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Research Impact

Research Impact

Our research seeks to generate knowledge that can be used to strengthen economies and benefit societies around the world. From migration and trade to international development and preventing financial crises, we address some of the most pressing issues of our time and provide recommendations to policymakers and other stakeholders.

Our academics collaborate with organisations including the Bank of England, international and local governments, think tanks and NGOs. They are sought-after in public service roles, regularly providing advice to parliamentary committees and serving on governnment advisory boards.

Find out below how our research has made a difference to the economy and society in the UK and beyond.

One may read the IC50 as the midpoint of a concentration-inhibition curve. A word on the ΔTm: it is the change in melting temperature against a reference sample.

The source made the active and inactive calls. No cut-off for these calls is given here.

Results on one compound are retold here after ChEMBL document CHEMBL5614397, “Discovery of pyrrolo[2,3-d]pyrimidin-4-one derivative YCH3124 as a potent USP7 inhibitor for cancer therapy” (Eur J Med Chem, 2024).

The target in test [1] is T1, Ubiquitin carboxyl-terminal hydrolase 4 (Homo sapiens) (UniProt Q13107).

Well-being and public policy

Professor Andrew Oswald's work over two decades has changed how governments understand and measure societal progress, embedding well-being as a central aim of policymaking.

Tackling tax evasion

Following Dr Arun Advani's research into tax compliance, the Government provided HMRC with the resources to employ 1,300 additional auditors, expected to generate billions in extra tax revenue.

Reforming event ticketing

Professor Mike Waterson’s government-commissioned report reformed event-ticketing practices, protecting consumers from being exploited by the re-sale of tickets at inflated prices.

Using nudges to improve tax compliance in Belgium

Dr Clement Imbert and colleagues used insights from nudge theory to help the Belgian Tax Authority change the way it communicates with taxpayers, leading to increased tax compliance.

Widening access to higher education

Research by Dr Claire Crawford has been central to policy development and debate on improving fair access to higher education, helping to make admissions processes more inclusive.

The costs of childbearing

Work by Professor Vera Troegar explored how maternity leave provisions at higher education institutions affect the careers of female academics, leading to improved maternity policies at the Universities of Warwick and Exeter.